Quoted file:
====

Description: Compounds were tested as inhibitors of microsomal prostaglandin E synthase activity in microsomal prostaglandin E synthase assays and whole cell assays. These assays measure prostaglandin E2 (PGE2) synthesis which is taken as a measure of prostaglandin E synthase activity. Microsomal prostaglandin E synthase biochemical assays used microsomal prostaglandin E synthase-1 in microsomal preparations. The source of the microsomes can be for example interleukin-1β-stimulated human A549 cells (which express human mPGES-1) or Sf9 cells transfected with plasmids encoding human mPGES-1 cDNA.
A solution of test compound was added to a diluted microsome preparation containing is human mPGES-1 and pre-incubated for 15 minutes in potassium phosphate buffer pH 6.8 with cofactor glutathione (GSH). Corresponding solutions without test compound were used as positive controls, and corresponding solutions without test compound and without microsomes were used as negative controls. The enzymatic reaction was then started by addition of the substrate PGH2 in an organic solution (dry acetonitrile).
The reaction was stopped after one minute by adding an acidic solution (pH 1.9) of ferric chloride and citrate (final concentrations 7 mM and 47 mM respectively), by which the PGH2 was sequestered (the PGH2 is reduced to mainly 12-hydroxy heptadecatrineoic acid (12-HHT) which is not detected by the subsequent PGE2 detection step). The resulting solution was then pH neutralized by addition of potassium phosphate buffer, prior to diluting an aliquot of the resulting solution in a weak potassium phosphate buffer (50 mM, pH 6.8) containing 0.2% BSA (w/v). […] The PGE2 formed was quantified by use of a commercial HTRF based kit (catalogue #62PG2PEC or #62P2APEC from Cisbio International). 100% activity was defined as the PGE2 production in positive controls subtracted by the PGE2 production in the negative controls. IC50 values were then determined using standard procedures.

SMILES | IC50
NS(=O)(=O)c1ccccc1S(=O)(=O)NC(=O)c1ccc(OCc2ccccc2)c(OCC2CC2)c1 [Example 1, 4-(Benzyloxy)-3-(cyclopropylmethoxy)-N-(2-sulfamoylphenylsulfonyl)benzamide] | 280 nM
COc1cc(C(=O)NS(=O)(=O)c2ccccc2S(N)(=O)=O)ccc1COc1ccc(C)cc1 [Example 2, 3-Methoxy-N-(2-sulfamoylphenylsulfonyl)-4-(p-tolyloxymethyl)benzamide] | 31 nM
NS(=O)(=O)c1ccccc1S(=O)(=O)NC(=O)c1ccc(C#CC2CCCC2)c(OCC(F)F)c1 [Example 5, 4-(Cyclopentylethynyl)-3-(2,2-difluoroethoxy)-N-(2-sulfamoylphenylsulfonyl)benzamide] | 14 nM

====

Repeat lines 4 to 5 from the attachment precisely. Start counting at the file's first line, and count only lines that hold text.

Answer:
SMILES | IC50
NS(=O)(=O)c1ccccc1S(=O)(=O)NC(=O)c1ccc(OCc2ccccc2)c(OCC2CC2)c1 [Example 1, 4-(Benzyloxy)-3-(cyclopropylmethoxy)-N-(2-sulfamoylphenylsulfonyl)benzamide] | 280 nM